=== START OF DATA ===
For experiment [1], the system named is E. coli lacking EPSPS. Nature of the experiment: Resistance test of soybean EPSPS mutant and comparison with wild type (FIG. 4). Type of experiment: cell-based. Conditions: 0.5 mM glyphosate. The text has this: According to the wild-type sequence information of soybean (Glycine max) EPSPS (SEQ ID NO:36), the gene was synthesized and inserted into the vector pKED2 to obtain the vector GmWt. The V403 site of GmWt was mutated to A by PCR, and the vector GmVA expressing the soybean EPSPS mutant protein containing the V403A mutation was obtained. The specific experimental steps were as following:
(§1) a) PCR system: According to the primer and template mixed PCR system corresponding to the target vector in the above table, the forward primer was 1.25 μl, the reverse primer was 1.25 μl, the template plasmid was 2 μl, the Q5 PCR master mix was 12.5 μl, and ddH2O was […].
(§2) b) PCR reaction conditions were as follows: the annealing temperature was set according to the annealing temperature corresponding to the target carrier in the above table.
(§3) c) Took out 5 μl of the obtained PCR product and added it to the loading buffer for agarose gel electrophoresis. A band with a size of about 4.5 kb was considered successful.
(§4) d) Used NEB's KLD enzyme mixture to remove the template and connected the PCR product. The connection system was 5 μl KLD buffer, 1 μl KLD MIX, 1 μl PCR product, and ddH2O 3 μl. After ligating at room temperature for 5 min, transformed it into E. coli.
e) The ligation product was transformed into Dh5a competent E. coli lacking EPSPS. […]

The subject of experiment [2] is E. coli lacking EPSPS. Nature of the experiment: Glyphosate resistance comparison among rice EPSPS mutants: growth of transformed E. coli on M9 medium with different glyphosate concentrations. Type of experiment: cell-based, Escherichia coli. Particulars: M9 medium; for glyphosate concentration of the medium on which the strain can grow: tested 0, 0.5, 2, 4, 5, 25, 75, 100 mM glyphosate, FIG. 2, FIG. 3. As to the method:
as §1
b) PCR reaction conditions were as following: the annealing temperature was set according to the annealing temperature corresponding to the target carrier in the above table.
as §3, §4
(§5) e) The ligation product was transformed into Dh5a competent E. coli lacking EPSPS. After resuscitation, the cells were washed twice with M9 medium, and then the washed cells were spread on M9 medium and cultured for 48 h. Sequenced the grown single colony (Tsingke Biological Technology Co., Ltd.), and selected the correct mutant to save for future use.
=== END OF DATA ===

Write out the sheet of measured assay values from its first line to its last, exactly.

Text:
For experiment [1], the system named is E. coli lacking EPSPS. Nature of the experiment: Resistance test of soybean EPSPS mutant and comparison with wild type (FIG. 4). Type of experiment: cell-based. Conditions: 0.5 mM glyphosate. The text has this: According to the wild-type sequence information of soybean (Glycine max) EPSPS (SEQ ID NO:36), the gene was synthesized and inserted into the vector pKED2 to obtain the vector GmWt. The V403 site of GmWt was mutated to A by PCR, and the vector GmVA expressing the soybean EPSPS mutant protein containing the V403A mutation was obtained. The specific experimental steps were as following:
(§1) a) PCR system: According to the primer and template mixed PCR system corresponding to the target vector in the above table, the forward primer was 1.25 μl, the reverse primer was 1.25 μl, the template plasmid was 2 μl, the Q5 PCR master mix was 12.5 μl, and ddH2O was […].
(§2) b) PCR reaction conditions were as follows: the annealing temperature was set according to the annealing temperature corresponding to the target carrier in the above table.
(§3) c) Took out 5 μl of the obtained PCR product and added it to the loading buffer for agarose gel electrophoresis. A band with a size of about 4.5 kb was considered successful.
(§4) d) Used NEB's KLD enzyme mixture to remove the template and connected the PCR product. The connection system was 5 μl KLD buffer, 1 μl KLD MIX, 1 μl PCR product, and ddH2O 3 μl. After ligating at room temperature for 5 min, transformed it into E. coli.
e) The ligation product was transformed into Dh5a competent E. coli lacking EPSPS. […]

The subject of experiment [2] is E. coli lacking EPSPS. Nature of the experiment: Glyphosate resistance comparison among rice EPSPS mutants: growth of transformed E. coli on M9 medium with different glyphosate concentrations. Type of experiment: cell-based, Escherichia coli. Particulars: M9 medium; for glyphosate concentration of the medium on which the strain can grow: tested 0, 0.5, 2, 4, 5, 25, 75, 100 mM glyphosate, FIG. 2, FIG. 3. As to the method:
as §1
b) PCR reaction conditions were as following: the annealing temperature was set according to the annealing temperature corresponding to the target carrier in the above table.
as §3, §4
(§5) e) The ligation product was transformed into Dh5a competent E. coli lacking EPSPS. After resuscitation, the cells were washed twice with M9 medium, and then the washed cells were spread on M9 medium and cultured for 48 h. Sequenced the grown single colony (Tsingke Biological Technology Co., Ltd.), and selected the correct mutant to save for future use.